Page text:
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ChinaBio® Group is an investment, consulting and media firm helping western life science companies achieve success in China. ChinaBio works with U.S., European and APAC companies seeking partnerships, acquisitions, novel technologies and funding in China.
ChinaBio® and Keck Graduate Institute to Offer China Internships
publication date: Apr 8, 2011
author/source: Richard Daverman, PhD
Through a partnership with Keck Graduate Institute of Applied Life Sciences, ChinaBio® now offers KGI students the opportunity to spend their summer internship in China under the new ChinaBio® Life Sciences Summer Work-Study Program in Shanghai.
ChinaBio® LLC will host up to 8-10 students in Shanghai this summer, where they will work with ChinaBio or major life science companies located there. The program also will be open to students from other universities and early-career professionals in the life sciences and other fields.
ChinaBio®, which connects the China life-science industry with the rest of the world through consulting, capital and conferences, has sponsored two internships for KGI Master of Bioscience students the past two summers. The new agreement establishes a formal relationship between the company and KGI and expands the internship possibilities.
The Keck Graduate Institute of Applied Life Sciences (KGI), located in Claremont, California, is a specialized graduate school offering both MA and PhD degrees in life sciences. Founded in 1997 with a $50 million from the W. M. Keck Foundation, KGI is the newest member of The Claremont College Consortium, a group of seven colleges in the Claremont area.
Greg Scott, president and founder of ChinaBio®, said, "China is now the number two economy in the world and number two pharmaceutical market in the world. With the rate of growth of the economy and the life science industry in China, it's very valuable for students to have China experience on their resume."
Students will have the opportunity not only to work on projects with ChinaBio® but also with multinational pharmaceutical companies in China. Weekly meetings with guest speakers from the life science industry will bring the participants together to share their experiences, Scott said.
"We view this as first step toward greater collaborations with China," said James D. Sterling, PhD, KGI's vice president for academic affairs and dean of faculty. "We're not only providing an opportunity for our students to go to China, but we're also establishing a presence and reputation in China so we can recruit students from there and perhaps involve companies in China in some of our entrepreneurship activities at KGI."
KGI students who participate in the program will receive academic credit for the internships. Others who complete the program will earn the ChinaBio/KGI China Life Science Business Certificate.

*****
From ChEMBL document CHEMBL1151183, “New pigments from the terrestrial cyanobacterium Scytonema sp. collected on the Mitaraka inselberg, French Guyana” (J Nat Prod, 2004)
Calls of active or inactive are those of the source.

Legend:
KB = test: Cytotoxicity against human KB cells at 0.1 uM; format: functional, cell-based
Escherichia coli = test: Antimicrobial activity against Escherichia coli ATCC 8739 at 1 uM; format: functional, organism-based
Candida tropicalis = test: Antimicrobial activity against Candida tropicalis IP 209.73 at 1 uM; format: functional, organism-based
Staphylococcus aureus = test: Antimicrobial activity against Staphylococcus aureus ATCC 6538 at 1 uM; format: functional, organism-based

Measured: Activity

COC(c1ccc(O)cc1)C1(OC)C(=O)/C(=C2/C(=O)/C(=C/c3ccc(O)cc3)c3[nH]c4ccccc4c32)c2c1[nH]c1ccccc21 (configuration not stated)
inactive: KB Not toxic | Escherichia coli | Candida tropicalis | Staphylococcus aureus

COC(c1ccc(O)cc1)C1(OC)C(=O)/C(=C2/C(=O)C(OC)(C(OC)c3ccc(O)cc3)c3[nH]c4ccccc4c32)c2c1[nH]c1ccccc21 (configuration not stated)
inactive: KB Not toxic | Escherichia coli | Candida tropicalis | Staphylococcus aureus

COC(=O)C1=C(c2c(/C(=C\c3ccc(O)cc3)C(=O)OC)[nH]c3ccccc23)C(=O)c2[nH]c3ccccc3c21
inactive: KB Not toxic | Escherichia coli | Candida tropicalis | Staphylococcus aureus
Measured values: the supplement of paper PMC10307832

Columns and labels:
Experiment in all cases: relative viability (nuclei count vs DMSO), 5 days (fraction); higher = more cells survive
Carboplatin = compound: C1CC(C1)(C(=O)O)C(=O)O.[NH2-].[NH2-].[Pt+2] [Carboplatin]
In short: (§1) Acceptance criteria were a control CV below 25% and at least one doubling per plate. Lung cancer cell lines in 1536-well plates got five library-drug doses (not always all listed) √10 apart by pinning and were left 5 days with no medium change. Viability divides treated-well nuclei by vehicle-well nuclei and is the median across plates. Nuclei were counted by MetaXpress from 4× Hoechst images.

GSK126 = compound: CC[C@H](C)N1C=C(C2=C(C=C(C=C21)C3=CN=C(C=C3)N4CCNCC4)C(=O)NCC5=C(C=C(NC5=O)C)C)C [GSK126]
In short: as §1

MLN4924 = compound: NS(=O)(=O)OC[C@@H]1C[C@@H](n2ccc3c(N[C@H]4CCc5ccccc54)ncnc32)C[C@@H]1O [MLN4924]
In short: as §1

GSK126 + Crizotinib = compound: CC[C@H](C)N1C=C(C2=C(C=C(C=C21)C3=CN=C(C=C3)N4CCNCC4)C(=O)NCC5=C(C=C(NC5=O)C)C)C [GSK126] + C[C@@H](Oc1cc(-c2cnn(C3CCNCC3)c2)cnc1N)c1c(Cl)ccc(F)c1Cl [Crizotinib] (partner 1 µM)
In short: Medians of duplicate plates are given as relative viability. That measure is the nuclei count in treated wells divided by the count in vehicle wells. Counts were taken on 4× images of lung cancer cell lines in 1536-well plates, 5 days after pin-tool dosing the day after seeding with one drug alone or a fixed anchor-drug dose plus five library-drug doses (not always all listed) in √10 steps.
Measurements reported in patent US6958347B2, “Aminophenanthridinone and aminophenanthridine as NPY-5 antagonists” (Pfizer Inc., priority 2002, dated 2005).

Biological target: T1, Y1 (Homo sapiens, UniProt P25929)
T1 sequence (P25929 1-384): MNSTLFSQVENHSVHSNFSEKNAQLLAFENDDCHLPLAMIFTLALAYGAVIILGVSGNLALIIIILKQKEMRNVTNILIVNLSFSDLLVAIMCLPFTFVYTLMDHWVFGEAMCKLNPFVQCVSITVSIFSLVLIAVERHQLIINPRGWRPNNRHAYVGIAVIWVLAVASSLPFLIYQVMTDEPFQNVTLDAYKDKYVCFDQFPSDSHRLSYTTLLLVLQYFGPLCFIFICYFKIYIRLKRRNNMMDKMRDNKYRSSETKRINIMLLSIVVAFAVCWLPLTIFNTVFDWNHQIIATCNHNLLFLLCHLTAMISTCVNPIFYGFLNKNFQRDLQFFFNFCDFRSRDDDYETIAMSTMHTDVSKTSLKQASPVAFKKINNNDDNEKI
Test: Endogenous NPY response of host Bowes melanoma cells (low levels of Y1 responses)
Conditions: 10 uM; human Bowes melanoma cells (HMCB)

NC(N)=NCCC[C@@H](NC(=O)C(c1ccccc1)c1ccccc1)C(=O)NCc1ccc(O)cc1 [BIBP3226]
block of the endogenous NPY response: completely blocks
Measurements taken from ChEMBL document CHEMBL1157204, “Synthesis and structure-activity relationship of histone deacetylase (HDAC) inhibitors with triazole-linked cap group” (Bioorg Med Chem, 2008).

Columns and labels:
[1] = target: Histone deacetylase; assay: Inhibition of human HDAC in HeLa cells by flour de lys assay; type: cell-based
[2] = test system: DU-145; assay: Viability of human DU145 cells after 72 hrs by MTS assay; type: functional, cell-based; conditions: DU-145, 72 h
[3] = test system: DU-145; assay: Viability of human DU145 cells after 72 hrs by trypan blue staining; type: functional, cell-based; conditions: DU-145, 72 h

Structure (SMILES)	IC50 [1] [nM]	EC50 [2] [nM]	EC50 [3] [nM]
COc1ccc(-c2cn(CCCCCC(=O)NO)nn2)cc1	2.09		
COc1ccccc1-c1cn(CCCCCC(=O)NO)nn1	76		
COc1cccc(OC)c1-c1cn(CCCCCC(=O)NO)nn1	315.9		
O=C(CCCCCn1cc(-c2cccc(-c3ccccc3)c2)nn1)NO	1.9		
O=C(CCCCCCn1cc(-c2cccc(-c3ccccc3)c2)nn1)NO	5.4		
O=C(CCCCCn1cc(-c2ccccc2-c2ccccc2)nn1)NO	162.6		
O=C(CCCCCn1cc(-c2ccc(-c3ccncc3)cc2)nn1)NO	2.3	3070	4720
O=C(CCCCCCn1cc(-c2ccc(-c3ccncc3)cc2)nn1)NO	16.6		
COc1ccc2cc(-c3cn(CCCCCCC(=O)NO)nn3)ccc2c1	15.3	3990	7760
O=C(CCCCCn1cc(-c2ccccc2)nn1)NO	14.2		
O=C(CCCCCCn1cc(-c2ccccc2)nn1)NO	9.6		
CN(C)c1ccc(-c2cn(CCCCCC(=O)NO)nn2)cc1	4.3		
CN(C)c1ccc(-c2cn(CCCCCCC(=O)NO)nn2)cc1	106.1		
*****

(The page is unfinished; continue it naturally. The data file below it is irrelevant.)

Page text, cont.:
KGI alum Robert Rankin (MBS '09) knows firsthand how valuable the ChinaBio® internship can be. While in China, Rankin worked on a variety of projects, including consulting with startups and identifying novel technologies from Chinese universities for multinational pharmaceutical companies such as Pfizer.
Additionally, he coached one startup on its presentation about a product to identify liver cancer in patients with cirrhosis. The presentation received a positive reception at the 2009 ChinaBio Investor Forum where startups presented their business plans to an audience of industry professionals, venture capitalists and other investors.
"Coaching the startup was pretty amazing," Rankin said. "It was great working directly with the founder, exchanging email and interacting about the business plan presentation. Then, I got to watch the presentation in person. It was pretty gratifying."
Rankin said the Applied Entrepreneurship and Business Plan courses he took at KGI gave him a solid background for the experience.
Randy Berholtz, an adjunct professor at KGI and a co-partner in ChinaBio® Education, will teach a three-day, pre-travel course at KGI providing a comparative review of law and business regulations relating to the life sciences in China and the United States.
The legal system in the U.S., based on British common law, is much older than the legal system in China, which is based on civil law and borrowed from countries like Germany and France.
"China has been in an enviable position. It has been able to take the best from each country and go forward," said Berholtz, who was general counsel for a group of life science companies in China and San Diego before partnering with ChinaBio® founder Greg Scott.
The class, China and the U.S.: Comparative Biotech Business, Law, and Regulation, would be beneficial not only for students and faculty but current life science practitioners, Chinese and American, as well.
"China is on everybody's radar screen right now," Berholtz said. "If your practice is in life sciences, you will normally hit China at some point."
For more information on the ChinaBio® summer internship program, visit the KGI website.
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